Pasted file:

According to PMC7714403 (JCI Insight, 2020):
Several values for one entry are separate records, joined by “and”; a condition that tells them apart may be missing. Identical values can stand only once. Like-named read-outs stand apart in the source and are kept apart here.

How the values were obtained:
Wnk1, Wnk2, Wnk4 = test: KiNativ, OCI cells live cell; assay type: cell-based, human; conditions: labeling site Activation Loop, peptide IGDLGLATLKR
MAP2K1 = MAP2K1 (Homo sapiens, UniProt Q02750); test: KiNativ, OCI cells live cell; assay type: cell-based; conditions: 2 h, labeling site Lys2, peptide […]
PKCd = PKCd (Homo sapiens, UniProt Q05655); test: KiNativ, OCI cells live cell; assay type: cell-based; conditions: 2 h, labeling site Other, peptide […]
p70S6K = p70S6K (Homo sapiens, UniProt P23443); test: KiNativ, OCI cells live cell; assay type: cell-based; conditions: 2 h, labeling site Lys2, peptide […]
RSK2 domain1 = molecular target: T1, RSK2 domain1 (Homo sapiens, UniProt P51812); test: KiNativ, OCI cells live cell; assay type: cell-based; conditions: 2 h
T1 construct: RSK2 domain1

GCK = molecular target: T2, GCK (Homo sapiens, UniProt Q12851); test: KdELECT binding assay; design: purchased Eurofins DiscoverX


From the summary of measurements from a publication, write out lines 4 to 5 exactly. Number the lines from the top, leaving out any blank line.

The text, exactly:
Wnk1, Wnk2, Wnk4 = test: KiNativ, OCI cells live cell; assay type: cell-based, human; conditions: labeling site Activation Loop, peptide IGDLGLATLKR
MAP2K1 = MAP2K1 (Homo sapiens, UniProt Q02750); test: KiNativ, OCI cells live cell; assay type: cell-based; conditions: 2 h, labeling site Lys2, peptide […]